enlure much compassion. I beg of the reader to published the case of James Tomokin's, of observe, that you say not one word of these
instances of intolerable oppression that Ulster county, New York; but I will here
you keep a guarded silence upon this sub
→ republish it again. The reader will ob- ject: I'beg of the reader to observe this, serve, that these things were the cause of and then I am sure he will not want aay the war, and of all the disgrace that arose thing to evable him to make a just estimate out of that war.
of your sincerity. I do not, and I never “ Duchess County, state of Nere-York--.ss: did, take upon me to VOUCH for the truth
“ James Tompkins, being sworn, saith, of these American affidavits. I say, as I
at he is a native of Ulster county, oppo- always said, that there is not a man on earth site Poughkeepsie ; that he sailed out of who would more sincerely rejoice to see New-York in ihe month of April, 1812, in these affidavits contradicted in form, and the ship Minerva, bound to Ireland; that, from authority. But, never have they been on the homeward-bound passage, in July thus contradicted; and they contained a after, this deponent, with three other Ame- statement of those allegations which, true or rican seamen, Samuel Davis, William false, produced that war of indelible disYoung, and John Brown, were impressed, grace to England, to disguise or disfigure the and taken on board of the British ship Ac facts of which war, is the object of the work tion, David Smith, Captain. We were tak- of which you have sent me a copy; for en on Saturday evening; on Monday morn, which work you say that you bave recelsed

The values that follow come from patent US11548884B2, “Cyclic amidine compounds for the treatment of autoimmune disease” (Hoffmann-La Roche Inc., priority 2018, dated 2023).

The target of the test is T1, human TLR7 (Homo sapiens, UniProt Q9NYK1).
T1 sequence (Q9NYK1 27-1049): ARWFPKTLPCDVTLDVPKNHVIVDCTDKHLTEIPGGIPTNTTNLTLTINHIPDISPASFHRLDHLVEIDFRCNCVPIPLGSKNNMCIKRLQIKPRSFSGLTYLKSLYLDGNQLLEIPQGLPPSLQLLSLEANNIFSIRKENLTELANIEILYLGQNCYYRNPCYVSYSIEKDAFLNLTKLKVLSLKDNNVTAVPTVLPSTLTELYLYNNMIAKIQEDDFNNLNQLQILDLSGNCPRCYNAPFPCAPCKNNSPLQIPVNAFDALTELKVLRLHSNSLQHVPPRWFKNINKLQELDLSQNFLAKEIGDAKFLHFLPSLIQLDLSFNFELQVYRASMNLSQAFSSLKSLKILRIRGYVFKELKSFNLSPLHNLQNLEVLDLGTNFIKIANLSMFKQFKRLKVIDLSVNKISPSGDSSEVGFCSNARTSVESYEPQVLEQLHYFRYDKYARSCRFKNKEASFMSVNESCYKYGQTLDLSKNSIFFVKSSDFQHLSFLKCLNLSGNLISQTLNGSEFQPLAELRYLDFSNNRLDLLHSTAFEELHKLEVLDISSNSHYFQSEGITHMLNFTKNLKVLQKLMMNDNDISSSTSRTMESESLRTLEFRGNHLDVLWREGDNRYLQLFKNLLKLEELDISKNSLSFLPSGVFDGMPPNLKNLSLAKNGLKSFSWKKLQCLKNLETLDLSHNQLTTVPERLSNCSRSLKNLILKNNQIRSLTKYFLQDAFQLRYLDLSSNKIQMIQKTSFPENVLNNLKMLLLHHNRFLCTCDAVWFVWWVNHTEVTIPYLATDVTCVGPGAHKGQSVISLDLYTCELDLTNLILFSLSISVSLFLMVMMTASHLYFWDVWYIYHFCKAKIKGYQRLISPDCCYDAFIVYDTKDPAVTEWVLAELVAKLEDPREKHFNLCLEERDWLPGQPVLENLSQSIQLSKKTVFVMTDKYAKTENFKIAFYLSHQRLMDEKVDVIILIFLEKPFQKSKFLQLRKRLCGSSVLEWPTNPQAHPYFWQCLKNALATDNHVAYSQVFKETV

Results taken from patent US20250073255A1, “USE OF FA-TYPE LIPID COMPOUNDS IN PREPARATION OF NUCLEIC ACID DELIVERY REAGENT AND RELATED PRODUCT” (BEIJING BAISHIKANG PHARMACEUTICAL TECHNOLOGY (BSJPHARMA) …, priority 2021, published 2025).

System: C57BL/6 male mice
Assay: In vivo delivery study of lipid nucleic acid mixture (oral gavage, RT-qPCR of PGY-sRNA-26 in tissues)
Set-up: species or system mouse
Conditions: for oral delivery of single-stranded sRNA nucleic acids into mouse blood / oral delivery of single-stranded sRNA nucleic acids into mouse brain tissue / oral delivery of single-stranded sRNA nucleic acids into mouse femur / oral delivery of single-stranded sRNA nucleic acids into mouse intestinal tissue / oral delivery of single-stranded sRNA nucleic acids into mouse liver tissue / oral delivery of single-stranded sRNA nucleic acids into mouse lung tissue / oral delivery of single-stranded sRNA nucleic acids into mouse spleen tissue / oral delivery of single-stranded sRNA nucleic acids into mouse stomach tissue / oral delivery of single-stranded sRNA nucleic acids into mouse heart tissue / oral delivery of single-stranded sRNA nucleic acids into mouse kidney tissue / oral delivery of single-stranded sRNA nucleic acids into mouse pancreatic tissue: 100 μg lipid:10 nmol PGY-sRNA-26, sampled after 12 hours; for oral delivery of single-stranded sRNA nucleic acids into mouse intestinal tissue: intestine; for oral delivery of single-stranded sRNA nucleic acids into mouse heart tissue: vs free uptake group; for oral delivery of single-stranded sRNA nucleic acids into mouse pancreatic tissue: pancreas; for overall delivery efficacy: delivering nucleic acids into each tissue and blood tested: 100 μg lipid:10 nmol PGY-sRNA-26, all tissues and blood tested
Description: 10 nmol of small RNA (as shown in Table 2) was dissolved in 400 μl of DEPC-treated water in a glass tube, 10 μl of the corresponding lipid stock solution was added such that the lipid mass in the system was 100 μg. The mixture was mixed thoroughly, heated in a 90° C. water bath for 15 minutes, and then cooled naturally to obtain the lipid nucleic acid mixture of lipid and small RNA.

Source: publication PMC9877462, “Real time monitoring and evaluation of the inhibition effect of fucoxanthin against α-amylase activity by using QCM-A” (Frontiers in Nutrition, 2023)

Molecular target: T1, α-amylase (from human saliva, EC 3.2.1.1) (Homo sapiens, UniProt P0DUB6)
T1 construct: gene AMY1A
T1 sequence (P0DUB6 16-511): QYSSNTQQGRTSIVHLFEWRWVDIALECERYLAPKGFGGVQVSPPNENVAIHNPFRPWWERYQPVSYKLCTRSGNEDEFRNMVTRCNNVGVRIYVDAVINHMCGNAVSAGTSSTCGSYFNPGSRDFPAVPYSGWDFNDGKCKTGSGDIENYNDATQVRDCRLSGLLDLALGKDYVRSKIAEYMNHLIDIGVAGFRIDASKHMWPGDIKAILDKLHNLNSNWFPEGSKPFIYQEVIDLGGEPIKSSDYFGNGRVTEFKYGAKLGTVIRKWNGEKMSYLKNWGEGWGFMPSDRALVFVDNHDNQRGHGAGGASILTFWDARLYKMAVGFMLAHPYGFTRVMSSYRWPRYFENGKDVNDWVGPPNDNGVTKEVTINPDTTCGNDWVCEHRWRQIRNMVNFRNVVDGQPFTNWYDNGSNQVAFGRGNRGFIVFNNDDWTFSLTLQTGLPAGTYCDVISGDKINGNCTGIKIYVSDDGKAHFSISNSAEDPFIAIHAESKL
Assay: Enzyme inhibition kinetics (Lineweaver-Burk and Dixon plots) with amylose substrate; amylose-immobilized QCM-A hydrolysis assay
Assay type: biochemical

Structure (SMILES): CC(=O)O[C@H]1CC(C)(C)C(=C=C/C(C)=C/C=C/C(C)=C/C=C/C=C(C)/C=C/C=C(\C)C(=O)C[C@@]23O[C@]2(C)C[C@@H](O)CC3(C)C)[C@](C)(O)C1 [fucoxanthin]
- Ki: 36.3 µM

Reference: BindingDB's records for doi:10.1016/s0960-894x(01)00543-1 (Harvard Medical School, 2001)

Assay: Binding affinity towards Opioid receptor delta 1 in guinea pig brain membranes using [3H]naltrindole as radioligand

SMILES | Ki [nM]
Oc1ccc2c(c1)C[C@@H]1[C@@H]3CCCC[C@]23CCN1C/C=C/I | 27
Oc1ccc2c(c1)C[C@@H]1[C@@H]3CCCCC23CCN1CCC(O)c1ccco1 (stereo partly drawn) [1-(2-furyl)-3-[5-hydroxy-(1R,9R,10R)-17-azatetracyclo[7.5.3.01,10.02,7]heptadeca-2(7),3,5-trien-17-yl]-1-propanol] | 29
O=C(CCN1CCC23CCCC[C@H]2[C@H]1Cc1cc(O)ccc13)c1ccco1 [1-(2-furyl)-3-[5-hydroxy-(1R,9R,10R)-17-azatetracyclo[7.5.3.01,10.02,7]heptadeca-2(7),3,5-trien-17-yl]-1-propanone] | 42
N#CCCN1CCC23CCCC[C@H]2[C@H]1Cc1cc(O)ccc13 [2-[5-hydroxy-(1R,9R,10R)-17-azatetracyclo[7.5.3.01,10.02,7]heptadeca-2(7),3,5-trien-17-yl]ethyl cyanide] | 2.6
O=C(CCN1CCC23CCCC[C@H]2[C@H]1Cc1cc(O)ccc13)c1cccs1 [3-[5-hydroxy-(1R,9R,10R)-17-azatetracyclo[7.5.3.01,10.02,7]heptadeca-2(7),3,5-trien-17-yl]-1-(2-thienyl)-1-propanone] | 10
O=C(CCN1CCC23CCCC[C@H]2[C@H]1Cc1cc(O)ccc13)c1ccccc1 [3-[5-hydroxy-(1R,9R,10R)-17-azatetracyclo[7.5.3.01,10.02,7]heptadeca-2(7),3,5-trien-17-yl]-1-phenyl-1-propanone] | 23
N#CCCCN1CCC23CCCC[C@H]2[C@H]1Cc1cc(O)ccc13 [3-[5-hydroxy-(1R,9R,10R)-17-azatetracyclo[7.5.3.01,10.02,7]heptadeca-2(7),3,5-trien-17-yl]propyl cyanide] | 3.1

ig We were brought to the gangway, and the applause of the Duke of Clarence and informed we must enter on board ship, and for which you have my hearty contempt. Jive as other seamen, or we should live on I now return to notice the novelty of yoor oatmeal and water, and receive five dozen manner of beginning to write a bistory of